Kitchener-Waterloo

Access to narcotic information will improve patient care, ER doctor says

For the first time, a select number of Ontario doctors have been given access to prescription information, stored in the provincial government's narcotics monitoring system.

3 local organizations, including Guelph General Hospital, part of eHealth pilot project

Dr. Ian Digby says many who come through the emergency department can't recall what medications they take or the details of recent medical procedures. (John Panella/Shutterstock)

For the first time, a select number of Ontario doctors have been given access to prescription information, stored in the provincial government's narcotics monitoring system.

The doctors, who practice at three organizations in Guelph, are participating in an eHealth Ontario pilot project, known as the digital health drug repository.

"The narcotics medications are the newest add-on to this," said Dr. Ian Digby, who works in the emergency department at the Guelph General Hospital. "But there's a lot of other information that we're able to get now, that we weren't a year or two ago."

The other two organizations included in the pilot are the Guelph Community Health Centre and the Guelph Family Health Team.

When the project launched in early September 2016, the organizations were able to search for information on any given individual, obtained through the Ontario Drug Benefit program.

In December, the Clinical Connect database expanded, allowing doctors to search for information stored in the Narcotics Monitoring System, which is the government's record of every prescription filled in Ontario for one of the drugs listed under its Narcotics Strategy.

Information a game changer

Digby said having all that information available at his fingertips has been a game changer when a patient rolls through the emergency department doors.

I'm able to see a diagnostic image that was done at another facility, and this helps reduce duplication and extra cost and extra radiation exposure to the patient.- Dr. Ian Digby

"Many people who come in a state of crisis – emergency departments are always stressful, of course – they can't recall what they do take, they don't know the names of complex medications, they don't remember the dates or details of things that have happened recently," he said.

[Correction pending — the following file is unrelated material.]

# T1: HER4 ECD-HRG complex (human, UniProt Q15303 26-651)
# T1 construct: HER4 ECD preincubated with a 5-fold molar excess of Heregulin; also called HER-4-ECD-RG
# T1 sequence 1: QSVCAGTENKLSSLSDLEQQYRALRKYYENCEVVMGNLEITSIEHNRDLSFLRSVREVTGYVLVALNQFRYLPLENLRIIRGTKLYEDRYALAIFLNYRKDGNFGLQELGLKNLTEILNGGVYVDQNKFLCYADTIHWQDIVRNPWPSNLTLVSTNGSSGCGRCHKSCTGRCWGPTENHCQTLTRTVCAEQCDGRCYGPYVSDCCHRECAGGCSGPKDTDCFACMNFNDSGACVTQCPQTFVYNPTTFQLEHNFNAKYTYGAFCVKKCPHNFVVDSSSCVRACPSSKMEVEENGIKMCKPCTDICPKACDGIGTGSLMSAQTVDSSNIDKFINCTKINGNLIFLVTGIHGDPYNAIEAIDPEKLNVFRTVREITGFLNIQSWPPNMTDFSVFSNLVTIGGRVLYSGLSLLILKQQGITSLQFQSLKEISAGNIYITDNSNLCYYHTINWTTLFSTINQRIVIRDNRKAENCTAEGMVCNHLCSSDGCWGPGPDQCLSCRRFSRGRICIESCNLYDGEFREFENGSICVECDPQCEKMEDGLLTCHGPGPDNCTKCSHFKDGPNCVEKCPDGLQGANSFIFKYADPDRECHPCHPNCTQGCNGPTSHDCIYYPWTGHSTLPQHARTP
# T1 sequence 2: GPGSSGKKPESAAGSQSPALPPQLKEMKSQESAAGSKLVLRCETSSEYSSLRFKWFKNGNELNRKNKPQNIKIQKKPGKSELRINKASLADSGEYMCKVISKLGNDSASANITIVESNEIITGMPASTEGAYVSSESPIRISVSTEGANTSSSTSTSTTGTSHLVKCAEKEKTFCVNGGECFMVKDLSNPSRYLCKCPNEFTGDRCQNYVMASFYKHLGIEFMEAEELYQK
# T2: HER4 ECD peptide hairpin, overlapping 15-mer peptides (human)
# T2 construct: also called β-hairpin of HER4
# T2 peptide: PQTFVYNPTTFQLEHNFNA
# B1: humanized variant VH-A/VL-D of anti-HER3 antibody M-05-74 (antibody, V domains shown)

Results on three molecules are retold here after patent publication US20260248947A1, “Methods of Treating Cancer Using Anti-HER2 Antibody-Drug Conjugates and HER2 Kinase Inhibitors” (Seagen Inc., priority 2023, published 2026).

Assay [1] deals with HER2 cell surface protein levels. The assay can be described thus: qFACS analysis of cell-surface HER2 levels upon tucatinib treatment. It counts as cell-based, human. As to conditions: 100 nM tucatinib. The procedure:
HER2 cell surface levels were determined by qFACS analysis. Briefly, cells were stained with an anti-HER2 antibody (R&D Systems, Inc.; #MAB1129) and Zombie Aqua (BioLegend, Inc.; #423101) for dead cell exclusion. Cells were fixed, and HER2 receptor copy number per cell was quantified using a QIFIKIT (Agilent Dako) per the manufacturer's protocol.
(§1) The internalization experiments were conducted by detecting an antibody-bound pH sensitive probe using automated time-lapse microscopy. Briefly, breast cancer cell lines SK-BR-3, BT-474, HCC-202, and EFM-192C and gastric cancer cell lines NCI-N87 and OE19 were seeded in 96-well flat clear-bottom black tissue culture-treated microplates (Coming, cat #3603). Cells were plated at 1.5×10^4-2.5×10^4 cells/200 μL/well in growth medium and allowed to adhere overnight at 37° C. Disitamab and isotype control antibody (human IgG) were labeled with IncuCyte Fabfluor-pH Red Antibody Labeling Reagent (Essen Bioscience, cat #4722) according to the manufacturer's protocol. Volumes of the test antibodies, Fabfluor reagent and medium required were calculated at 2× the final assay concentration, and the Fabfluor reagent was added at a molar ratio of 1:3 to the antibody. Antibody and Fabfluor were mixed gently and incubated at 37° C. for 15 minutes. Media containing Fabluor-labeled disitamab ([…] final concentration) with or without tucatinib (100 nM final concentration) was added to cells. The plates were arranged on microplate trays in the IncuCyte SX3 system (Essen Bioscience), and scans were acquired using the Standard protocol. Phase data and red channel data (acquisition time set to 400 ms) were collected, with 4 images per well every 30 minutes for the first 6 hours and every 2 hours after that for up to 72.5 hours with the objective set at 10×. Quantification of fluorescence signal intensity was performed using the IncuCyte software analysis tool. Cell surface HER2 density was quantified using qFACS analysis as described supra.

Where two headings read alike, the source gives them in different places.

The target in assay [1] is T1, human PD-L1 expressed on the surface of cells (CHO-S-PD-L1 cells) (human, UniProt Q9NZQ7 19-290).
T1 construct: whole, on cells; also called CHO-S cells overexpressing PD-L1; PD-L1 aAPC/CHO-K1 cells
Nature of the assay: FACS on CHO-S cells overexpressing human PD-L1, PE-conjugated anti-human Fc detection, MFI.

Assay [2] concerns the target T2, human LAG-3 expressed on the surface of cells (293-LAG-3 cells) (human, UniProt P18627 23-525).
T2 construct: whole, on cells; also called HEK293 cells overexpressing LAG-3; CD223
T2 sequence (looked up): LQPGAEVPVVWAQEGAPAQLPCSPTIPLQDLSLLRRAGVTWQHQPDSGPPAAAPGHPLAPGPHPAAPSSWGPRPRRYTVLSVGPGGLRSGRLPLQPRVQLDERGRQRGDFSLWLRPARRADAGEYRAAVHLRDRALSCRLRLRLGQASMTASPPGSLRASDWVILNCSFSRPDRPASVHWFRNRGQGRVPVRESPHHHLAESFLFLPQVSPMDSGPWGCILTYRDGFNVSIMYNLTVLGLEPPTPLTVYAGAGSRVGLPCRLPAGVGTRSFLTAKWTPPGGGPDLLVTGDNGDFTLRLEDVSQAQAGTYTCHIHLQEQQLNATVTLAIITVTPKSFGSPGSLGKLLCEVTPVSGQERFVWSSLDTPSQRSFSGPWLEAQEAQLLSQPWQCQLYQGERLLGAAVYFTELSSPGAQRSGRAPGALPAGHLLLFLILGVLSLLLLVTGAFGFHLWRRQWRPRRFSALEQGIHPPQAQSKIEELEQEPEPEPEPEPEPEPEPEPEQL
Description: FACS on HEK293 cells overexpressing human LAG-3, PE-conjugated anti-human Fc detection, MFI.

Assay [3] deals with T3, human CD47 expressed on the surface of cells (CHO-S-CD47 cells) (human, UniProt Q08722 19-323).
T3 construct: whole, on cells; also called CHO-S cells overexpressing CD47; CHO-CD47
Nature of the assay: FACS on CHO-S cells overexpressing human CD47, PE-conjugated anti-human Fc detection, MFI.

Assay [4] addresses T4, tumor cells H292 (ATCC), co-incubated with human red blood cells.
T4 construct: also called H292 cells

"As long as I have some demographic information, some way to identify them – ideally a health card – then I'm able to log into the system and find out information on them."

Benefits the whole system

With one click, Digby says he can get a list of medications, blood work, diagnostic images, x-rays, CAT scans and more, from hospitals and medical labs located across southwestern Ontario.

"I've had a number of cases in the last year where I've been able to avoid having to do tests, because I'm able to get lab information, for instance, from Clinical Connect," he said. "I'm able to see a diagnostic image that was done at another facility, and this helps reduce duplication and extra cost and extra radiation exposure to the patient."

Digby says the addition of the narcotics information is particularly encouraging, given the recent opioid crisis facing cities across Canada.

"This is the best opportunity we've had yet to identify people who are maybe using the system inappropriately, and also to protect patients who are using it properly, but are just having complications from interactions with their medications," he said.

"This is going to provide just an extra level of information for us about recent prescriptions, duplicate prescriptions, those sorts of things that we keep our eyes out for."

The goal of the pilot project is to perfect the platform from which the doctors access the drug and lab information, and then to make the same information available to other doctors in southwestern Ontario.

Officials with eHealth Ontario told CBC News they plan on expanding the service into the Greater Toronto Area in the spring.